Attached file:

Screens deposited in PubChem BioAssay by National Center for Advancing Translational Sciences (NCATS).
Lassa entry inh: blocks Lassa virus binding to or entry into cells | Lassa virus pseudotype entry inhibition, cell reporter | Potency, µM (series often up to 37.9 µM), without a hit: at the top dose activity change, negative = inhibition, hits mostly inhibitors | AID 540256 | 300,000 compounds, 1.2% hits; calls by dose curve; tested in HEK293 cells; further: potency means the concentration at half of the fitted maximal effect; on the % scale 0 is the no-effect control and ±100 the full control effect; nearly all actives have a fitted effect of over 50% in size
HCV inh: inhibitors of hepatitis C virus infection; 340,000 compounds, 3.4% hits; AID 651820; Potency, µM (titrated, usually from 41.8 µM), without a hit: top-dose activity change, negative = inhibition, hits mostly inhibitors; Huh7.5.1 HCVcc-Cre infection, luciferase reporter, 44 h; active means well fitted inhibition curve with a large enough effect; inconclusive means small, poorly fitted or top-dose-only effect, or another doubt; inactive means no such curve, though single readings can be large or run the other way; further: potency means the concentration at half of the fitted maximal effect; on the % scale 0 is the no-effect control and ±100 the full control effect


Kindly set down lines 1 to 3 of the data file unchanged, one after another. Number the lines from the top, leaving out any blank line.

Screens deposited in PubChem BioAssay by National Center for Advancing Translational Sciences (NCATS).
Lassa entry inh: blocks Lassa virus binding to or entry into cells | Lassa virus pseudotype entry inhibition, cell reporter | Potency, µM (series often up to 37.9 µM), without a hit: at the top dose activity change, negative = inhibition, hits mostly inhibitors | AID 540256 | 300,000 compounds, 1.2% hits; calls by dose curve; tested in HEK293 cells; further: potency means the concentration at half of the fitted maximal effect; on the % scale 0 is the no-effect control and ±100 the full control effect; nearly all actives have a fitted effect of over 50% in size
HCV inh: inhibitors of hepatitis C virus infection; 340,000 compounds, 3.4% hits; AID 651820; Potency, µM (titrated, usually from 41.8 µM), without a hit: top-dose activity change, negative = inhibition, hits mostly inhibitors; Huh7.5.1 HCVcc-Cre infection, luciferase reporter, 44 h; active means well fitted inhibition curve with a large enough effect; inconclusive means small, poorly fitted or top-dose-only effect, or another doubt; inactive means no such curve, though single readings can be large or run the other way; further: potency means the concentration at half of the fitted maximal effect; on the % scale 0 is the no-effect control and ±100 the full control effect